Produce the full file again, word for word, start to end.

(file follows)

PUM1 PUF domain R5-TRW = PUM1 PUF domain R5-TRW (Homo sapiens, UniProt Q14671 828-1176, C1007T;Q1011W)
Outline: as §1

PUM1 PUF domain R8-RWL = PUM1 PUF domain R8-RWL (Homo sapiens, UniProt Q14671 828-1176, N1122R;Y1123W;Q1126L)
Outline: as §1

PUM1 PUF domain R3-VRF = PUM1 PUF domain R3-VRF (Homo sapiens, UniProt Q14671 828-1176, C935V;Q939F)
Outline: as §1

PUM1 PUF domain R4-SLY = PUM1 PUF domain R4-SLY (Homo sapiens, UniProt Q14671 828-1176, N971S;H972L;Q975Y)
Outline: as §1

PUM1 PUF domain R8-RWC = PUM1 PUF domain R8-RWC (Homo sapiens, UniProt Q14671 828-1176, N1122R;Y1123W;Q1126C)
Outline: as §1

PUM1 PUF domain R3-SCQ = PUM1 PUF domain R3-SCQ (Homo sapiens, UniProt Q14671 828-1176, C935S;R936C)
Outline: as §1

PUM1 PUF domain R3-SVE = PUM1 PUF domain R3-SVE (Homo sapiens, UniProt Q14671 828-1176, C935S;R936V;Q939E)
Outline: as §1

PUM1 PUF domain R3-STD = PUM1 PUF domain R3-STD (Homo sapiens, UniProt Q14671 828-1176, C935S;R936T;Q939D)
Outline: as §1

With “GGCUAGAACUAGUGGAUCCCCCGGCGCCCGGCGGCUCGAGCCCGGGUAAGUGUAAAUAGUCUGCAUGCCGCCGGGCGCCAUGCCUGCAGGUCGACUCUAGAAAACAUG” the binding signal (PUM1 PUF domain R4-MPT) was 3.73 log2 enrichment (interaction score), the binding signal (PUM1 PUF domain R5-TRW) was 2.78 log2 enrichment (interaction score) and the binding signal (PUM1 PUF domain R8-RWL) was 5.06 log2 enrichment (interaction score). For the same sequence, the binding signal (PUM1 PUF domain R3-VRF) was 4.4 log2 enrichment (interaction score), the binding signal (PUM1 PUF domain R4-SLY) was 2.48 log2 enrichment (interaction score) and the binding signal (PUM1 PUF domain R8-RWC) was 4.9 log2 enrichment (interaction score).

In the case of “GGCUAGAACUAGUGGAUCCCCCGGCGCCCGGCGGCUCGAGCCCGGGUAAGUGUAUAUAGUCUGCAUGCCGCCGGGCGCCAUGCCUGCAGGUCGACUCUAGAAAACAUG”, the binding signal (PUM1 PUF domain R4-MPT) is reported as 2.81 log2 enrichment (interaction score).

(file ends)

PUM1 PUF domain R5-TRW = PUM1 PUF domain R5-TRW (Homo sapiens, UniProt Q14671 828-1176, C1007T;Q1011W)
Outline: as §1

PUM1 PUF domain R8-RWL = PUM1 PUF domain R8-RWL (Homo sapiens, UniProt Q14671 828-1176, N1122R;Y1123W;Q1126L)
Outline: as §1

PUM1 PUF domain R3-VRF = PUM1 PUF domain R3-VRF (Homo sapiens, UniProt Q14671 828-1176, C935V;Q939F)
Outline: as §1

PUM1 PUF domain R4-SLY = PUM1 PUF domain R4-SLY (Homo sapiens, UniProt Q14671 828-1176, N971S;H972L;Q975Y)
Outline: as §1

PUM1 PUF domain R8-RWC = PUM1 PUF domain R8-RWC (Homo sapiens, UniProt Q14671 828-1176, N1122R;Y1123W;Q1126C)
Outline: as §1

PUM1 PUF domain R3-SCQ = PUM1 PUF domain R3-SCQ (Homo sapiens, UniProt Q14671 828-1176, C935S;R936C)
Outline: as §1

PUM1 PUF domain R3-SVE = PUM1 PUF domain R3-SVE (Homo sapiens, UniProt Q14671 828-1176, C935S;R936V;Q939E)
Outline: as §1

PUM1 PUF domain R3-STD = PUM1 PUF domain R3-STD (Homo sapiens, UniProt Q14671 828-1176, C935S;R936T;Q939D)
Outline: as §1

With “GGCUAGAACUAGUGGAUCCCCCGGCGCCCGGCGGCUCGAGCCCGGGUAAGUGUAAAUAGUCUGCAUGCCGCCGGGCGCCAUGCCUGCAGGUCGACUCUAGAAAACAUG” the binding signal (PUM1 PUF domain R4-MPT) was 3.73 log2 enrichment (interaction score), the binding signal (PUM1 PUF domain R5-TRW) was 2.78 log2 enrichment (interaction score) and the binding signal (PUM1 PUF domain R8-RWL) was 5.06 log2 enrichment (interaction score). For the same sequence, the binding signal (PUM1 PUF domain R3-VRF) was 4.4 log2 enrichment (interaction score), the binding signal (PUM1 PUF domain R4-SLY) was 2.48 log2 enrichment (interaction score) and the binding signal (PUM1 PUF domain R8-RWC) was 4.9 log2 enrichment (interaction score).

In the case of “GGCUAGAACUAGUGGAUCCCCCGGCGCCCGGCGGCUCGAGCCCGGGUAAGUGUAUAUAGUCUGCAUGCCGCCGGGCGCCAUGCCUGCAGGUCGACUCUAGAAAACAUG”, the binding signal (PUM1 PUF domain R4-MPT) is reported as 2.81 log2 enrichment (interaction score).